In July 1944, when the Allies invaded Normandy, 23 Advanced Landing Grounds (ALG) had been constructed in Kent, Sussex and Hampshire to provide close air support for the invading troops. However, even this effort was found wanting due to the distances involved and the only recourse was to have the ALGs as near to the frontline as possible. Over the next year or so, Airfield Construction Service made 76 ALGs in Europe to support the Allied air effort. One of these was at Helmond in Noord-Brabant, the Netherlands.
The airfield was defended by 2873 and 2875 LAA Squadrons RAF Regiment, equipped with Bofors 40mm L/60 AA Guns. The Nazi air activity had reduced by this time but had not stopped altogether.
On November 28, 1944, a Messerschmitt Me 262 Strumvogel(Storm bird) of III.Gruppe/KG 51 ‘Edelweiss‘ based at Rheine-Hopsten Air Base near Osnabrück attacked the airfiled at Helmond when the AA guns of 2875 LAA Squadron opened up. The War diary of the regiment records
“Weather very cold indeed and rather overcast. Another Me 262 very unwisely visited the airfield – with fatal results. Squadron guns opened up and the crew of B11 gun was successful in shooting it down. During the evening a personal message of congratulations was received by the squadron commander from the AOC 83 Group.”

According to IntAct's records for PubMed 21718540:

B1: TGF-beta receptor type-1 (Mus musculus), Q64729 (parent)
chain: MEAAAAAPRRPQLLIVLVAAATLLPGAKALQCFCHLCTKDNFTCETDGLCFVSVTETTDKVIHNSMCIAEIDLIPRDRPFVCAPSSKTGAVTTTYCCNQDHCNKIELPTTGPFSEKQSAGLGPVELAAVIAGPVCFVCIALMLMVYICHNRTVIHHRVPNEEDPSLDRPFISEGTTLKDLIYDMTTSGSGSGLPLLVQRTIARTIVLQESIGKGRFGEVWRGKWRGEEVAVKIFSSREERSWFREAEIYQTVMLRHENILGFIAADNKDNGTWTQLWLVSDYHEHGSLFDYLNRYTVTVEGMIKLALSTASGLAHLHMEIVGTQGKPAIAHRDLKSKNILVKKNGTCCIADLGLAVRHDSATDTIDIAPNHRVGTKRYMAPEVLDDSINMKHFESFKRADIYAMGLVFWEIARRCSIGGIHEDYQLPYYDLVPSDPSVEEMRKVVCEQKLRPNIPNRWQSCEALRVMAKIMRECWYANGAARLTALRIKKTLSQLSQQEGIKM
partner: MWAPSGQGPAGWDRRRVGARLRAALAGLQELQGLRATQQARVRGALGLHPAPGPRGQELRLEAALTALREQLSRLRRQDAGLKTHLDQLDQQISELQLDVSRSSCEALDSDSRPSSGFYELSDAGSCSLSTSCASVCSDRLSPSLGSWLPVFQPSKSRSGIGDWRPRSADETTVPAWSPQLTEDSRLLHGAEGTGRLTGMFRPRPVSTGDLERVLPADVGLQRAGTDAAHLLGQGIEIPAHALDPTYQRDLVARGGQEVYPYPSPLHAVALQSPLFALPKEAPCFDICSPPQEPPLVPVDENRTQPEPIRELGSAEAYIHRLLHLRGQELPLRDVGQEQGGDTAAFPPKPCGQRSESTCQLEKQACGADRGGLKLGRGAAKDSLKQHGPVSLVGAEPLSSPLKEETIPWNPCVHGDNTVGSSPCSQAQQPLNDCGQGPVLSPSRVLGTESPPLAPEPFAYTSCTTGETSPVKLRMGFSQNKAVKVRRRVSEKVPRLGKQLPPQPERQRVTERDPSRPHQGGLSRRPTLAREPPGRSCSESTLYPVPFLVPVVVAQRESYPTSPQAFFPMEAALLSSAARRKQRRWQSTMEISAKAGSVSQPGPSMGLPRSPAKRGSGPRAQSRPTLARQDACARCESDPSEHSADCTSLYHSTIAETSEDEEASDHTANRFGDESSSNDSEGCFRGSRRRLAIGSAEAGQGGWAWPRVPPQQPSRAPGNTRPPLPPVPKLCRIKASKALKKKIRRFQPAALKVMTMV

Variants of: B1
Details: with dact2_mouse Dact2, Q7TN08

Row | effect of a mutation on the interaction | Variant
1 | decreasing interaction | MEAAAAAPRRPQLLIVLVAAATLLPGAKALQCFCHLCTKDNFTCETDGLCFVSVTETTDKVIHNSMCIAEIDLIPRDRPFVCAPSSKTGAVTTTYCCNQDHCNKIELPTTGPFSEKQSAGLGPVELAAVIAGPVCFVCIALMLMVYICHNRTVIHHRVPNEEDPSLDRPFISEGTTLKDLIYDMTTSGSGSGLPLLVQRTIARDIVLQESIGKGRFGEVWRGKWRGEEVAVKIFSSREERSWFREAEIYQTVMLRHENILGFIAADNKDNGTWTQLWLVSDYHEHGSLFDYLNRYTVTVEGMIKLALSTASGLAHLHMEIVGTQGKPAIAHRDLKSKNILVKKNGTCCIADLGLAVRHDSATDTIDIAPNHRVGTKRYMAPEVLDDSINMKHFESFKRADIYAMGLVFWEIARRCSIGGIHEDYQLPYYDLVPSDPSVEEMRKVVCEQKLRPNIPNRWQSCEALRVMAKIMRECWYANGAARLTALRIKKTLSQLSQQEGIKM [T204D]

This was the first time that AAA had shot down a jet aircraft.
The incident is also mentioned in the book ‘Me 262 bomber and Reconnaissance Units’ by Robert Forsyth though it mentions the day of incident as November 26 and not 28. Forsyth records the loss of two Me 262 on November 26 – the first is of Oberleutnant Lehmann crashed just south of Kirchwistedt, 20 km southeast of Bremerhaven while the second is of Unteroffizier Horst Sanio who was shot down by AA at Helmond.
As the Me 262 continued their raids over Helmond, the RAF Regiments shot down two more in December 1944, this time by the guns of 2873 and 2875 LAA Squadrons RAF Regiment as they defended the airfield from the jets.
It was not that the other AAA regiments did not score against the Me 262. In February 1945, a gun detachment (B.6 ) of 2809 LAA Squadron RAF Regiment shot down a Me 262 over the airfield of Volkel. The Gun detachment was led by Sergeant Pollards.
The Squadron got another confirmed kill later in the month and the Me 262 was not seen over the airfield ever again.
Today, Helmond ALG has been totally lost to the creeping urbanisation. There are no remains of the runway, the site subsumed in the buildings and roads running all over the place.
Volkel however is a busy air base of the Royal Netherlands Air Force though one will be hard pressed to find the spot where the me 262 fell to the gallant AA gunners.
Oliver, Kingsley. Through Adversity. Barnsley, UK: Pen & Sword, 1997. ISBN 0-9529597-0-4.
Robert Forsyth, Me 262 bomber and Reconnaissance Units, Osprey Publishing
Messerschmitt Me262 http://historicalsocietyofgermanmilitaryhistory.com/german-history-of-world-war-ii/wehrmacht-armed-forces-of-world-war-two/luftwaffe-ww2/luftwaffe-planes-and-bombers/messerschmitt-262/
Martin Waligorski , RAF Airfields in Mainland Europe, 1944-45, http://spitfiresite.com/2010/04/raf-airfields-in-mainland-europe-1944-45.html